Time filter

Source Type

Walla Walla East, WA, United States

Whitman College is a private liberal arts college located in Walla Walla, Washington. Initially founded as a seminary by a territorial legislative charter in 1859, the school became a four-year degree-granting institution in 1883. Whitman College is accredited by the Northwest Association of Schools and Colleges and competes athletically in the NCAA Division III Northwest Conference. The school offers 45 majors and 32 minors in the liberal arts and science, and has a student to faculty ratio of 9:1. Whitman was the first college in the Pacific Northwest to install a Phi Beta Kappa chapter, and the first school in the United States to require comprehensive exams for graduation. Whitman was ranked 37th in the nation in the 2015 U.S. News & World Report list of Best Liberal Arts Colleges. Wikipedia.

Prull M.W.,Whitman College
Aging, Neuropsychology, and Cognition | Year: 2010

The identification-production framework suggests that aging is associated with a decline in production forms of repetition priming, particularly under test conditions that maximize response competition. The present study examined this prediction by testing young and healthy older adults in a single-encoding version of the verb generation task in which some items had one dominant verb response (low competition) or had no such dominant response (high competition). Further analyses examined whether priming and error rates were related to performance on neuropsychological tests purported to measure frontal lobe functioning. Priming was invariant across age groups and was not related to frontal lobe status in older adults, but frontal lobe status did predict task performance: low-frontal older adults made more errors than high-frontal older adults, particularly for high-competition items and items with high association strength. These results are not consistent with the identification-production framework, but are consistent with the conclusions that (a) aging is associated with invariance in the processes that support repetition priming in the verb generation task and (b) frontal lobe status in aging is related to verb generation performance. © 2010 Psychology Press. Source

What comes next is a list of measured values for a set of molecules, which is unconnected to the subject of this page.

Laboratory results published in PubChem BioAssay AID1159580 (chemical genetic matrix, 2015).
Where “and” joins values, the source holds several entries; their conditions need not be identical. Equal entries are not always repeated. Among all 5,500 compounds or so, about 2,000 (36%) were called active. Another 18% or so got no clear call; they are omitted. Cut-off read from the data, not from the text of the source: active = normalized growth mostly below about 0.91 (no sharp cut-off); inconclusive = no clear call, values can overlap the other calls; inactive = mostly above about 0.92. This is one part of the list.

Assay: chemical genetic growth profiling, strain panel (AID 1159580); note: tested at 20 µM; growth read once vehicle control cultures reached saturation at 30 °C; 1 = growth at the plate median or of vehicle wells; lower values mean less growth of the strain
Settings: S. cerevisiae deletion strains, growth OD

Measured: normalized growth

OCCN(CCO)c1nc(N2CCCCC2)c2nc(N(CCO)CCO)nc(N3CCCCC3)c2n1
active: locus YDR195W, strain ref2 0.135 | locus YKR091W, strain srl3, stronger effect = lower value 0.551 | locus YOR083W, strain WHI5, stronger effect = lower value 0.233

Chatterjee N.,Massachusetts Institute of Technology | Nicolaysen K.,Whitman College
Contributions to Mineralogy and Petrology | Year: 2012

The Kerguelen Plateau is a submarine, Cretaceous Large Igneous Province in the southern Indian Ocean. Drilling on Elan Bank, a western salient of the Kerguelen Plateau, yielded a ~26 m section of fluvial conglomerate intercalated with basalt. Chemical dating of monazite within garnet and matrix monazite in metapelitic clasts from the conglomerate indicates that high-grade metamorphism of the pelitic protolith occurred between 785 ± 12 and 694 ± 18 Ma. A calculated P-T pseudosection indicates that the observed core-to-inner rim compositional zoning in garnet is consistent with P/T decrease from 10.2 kb/760°C to 6.2 kb/560°C. In an Early Cretaceous paleogeographic reconstruction, the Elan Bank drill site is located on a SSW continuation of the Eastern Indian Tectonic Zone (EITZ), a 876-784 Ma, NNE-SSW metamorphic belt with sinistral shear zones in eastern India. The retrograde P-T path of the Elan Bank metapelitic clast overlaps with that of the EITZ metapelite, and the Elan Bank monazite chemical dates and previously determined 824-675 Ma U-Pb isotope monazite dates by the TIMS method are remarkably similar to the monazite chemical dates from the EITZ metapelites and high-grade metamorphic rocks from the eastern margin of the Eastern Ghats Belt. Based on the demonstrable affinity of metamorphic, geochronologic, and spatial data, this study concludes that the EITZ was likely a continuous, ~1,800-km-long tectono-metamorphic belt in the Rodinia supercontinent stretching from eastern India through the Eastern Ghats to the basement of Elan Bank and probably to the Rayner Complex of East Antarctica. © 2011 Springer-Verlag. Source